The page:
Out-Law News 2 min. read

Singapore raises retirement and re-employment ages to 65 and 70

The retirement and re-employment ages in Singapore will be progressively raised to 65 and 70.

Singapore will soon pass the Retirement and Re-Employment (Amendment) Bill 2021 and CPF (Amendment) Bill 2021 which will support older Singaporeans who want to continue working.

Effective 1 July 2022, the retirement and re-employment ages will be raised to 63 and 68 respectively. Employers in Singapore must offer re-employment to eligible employees once they reach retirement age.

Mayumi Soh of Pinsent Masons MPillay, the Singapore joint law venture between MPillay and Pinsent Masons, the law firm behind Out-Law, said: “This is largely in line with the recommendations which were previously made by the Tripartite Workgroup on Older Workers in 2019. Employers should take note of the new requirements and make arrangements to update their workplace practices.”

Employers who voluntarily re-employ workers aged 65 and above will receive an additional offset of up to 3% of an employee’s monthly wages, known as the Special Employment Credit (SEC), according to the Ministry of Manpower (MOM).

A separate bill, the CPF (Amendment) Bill, will streamline the Central Provident Fund (CPF) system. The contribution rate for workers aged 55 to 65 would go up by 2% on 1 January 2022, and the rate for workers aged 65 to 70 will go up by 1.5%, according to a Business Times report.

There are no changes to CPF withdrawal ages. People who are 50 can withdraw at least S$5,000 (US$3,700), and they can still start their CPF pay-outs from 65.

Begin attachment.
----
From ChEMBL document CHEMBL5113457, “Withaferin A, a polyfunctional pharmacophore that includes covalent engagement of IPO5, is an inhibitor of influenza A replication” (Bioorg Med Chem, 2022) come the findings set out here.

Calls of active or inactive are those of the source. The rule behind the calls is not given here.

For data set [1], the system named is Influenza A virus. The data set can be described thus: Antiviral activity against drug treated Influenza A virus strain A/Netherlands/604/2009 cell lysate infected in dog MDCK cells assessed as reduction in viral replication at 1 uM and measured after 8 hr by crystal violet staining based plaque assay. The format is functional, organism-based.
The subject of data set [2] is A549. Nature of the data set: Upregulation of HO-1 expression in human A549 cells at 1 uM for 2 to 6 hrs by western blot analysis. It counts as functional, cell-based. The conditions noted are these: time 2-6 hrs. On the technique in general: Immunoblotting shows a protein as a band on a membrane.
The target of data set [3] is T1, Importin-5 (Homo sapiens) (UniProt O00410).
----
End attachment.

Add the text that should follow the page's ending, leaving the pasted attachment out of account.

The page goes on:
CPF top-up and pay-out procedures will be streamlined. Currently, Retirement Sum Scheme members who have spent their Retirement Account (RA) savings can only continue receiving pay-outs if they apply to transfer remaining funds in their Ordinary Accounts (OA) or Special Accounts (SA) to their RAs.

With the change, OA and SA savings will be automatically disbursed to members when they have used up their RA savings. 83,000 CPF members are expected to benefit from it, which is expected to take effect in 2022.

The combined tax relief cap for the Retirement Sum Topping-Up and Voluntary Contributions to MediSave Account schemes to S$8,000 for top-up givers, effective 1 January 2022. The previous cap for Retirement Sum Topping-Up was S$7,000, while tax relief for voluntary MediSave top-ups went to recipients.

From 2022, relatives of a CPF member who died without nominating account monies will be allowed to appoint a "beneficiary representative". The representative can submit a consolidated claim for the funds in the dead member's account at a maximum amount S$10,000.

From April 2022, members' funds would be retained for no longer than 6 months after their deaths comparing current seven years.

If a nominee does not make claims within six months, the money will be transferred from the deceased member’s CPF accounts, and no interest will be payable from then. Nominees will still have the right to claim the nominated money at any time.

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